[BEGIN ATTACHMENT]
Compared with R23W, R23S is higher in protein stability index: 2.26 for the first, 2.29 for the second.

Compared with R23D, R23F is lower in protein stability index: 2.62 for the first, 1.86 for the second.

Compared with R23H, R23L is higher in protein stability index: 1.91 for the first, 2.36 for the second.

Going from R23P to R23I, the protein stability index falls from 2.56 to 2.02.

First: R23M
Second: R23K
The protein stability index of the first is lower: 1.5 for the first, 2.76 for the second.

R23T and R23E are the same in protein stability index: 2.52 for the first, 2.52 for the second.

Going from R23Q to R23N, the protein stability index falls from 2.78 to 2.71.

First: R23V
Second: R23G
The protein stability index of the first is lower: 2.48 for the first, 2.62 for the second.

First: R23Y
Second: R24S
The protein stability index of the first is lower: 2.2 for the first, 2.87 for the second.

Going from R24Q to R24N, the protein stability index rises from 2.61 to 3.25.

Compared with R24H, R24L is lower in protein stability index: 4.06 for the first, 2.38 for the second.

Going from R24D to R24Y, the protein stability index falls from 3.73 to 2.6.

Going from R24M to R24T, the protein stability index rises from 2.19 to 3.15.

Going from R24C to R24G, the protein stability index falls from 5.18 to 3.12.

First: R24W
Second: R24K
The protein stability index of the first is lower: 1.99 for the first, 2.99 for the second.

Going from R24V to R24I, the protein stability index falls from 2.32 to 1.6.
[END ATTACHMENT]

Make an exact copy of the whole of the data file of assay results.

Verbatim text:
Compared with R23W, R23S is higher in protein stability index: 2.26 for the first, 2.29 for the second.

Compared with R23D, R23F is lower in protein stability index: 2.62 for the first, 1.86 for the second.

Compared with R23H, R23L is higher in protein stability index: 1.91 for the first, 2.36 for the second.

Going from R23P to R23I, the protein stability index falls from 2.56 to 2.02.

First: R23M
Second: R23K
The protein stability index of the first is lower: 1.5 for the first, 2.76 for the second.

R23T and R23E are the same in protein stability index: 2.52 for the first, 2.52 for the second.

Going from R23Q to R23N, the protein stability index falls from 2.78 to 2.71.

First: R23V
Second: R23G
The protein stability index of the first is lower: 2.48 for the first, 2.62 for the second.

First: R23Y
Second: R24S
The protein stability index of the first is lower: 2.2 for the first, 2.87 for the second.

Going from R24Q to R24N, the protein stability index rises from 2.61 to 3.25.

Compared with R24H, R24L is lower in protein stability index: 4.06 for the first, 2.38 for the second.

Going from R24D to R24Y, the protein stability index falls from 3.73 to 2.6.

Going from R24M to R24T, the protein stability index rises from 2.19 to 3.15.

Going from R24C to R24G, the protein stability index falls from 5.18 to 3.12.

First: R24W
Second: R24K
The protein stability index of the first is lower: 1.99 for the first, 2.99 for the second.

Going from R24V to R24I, the protein stability index falls from 2.32 to 1.6.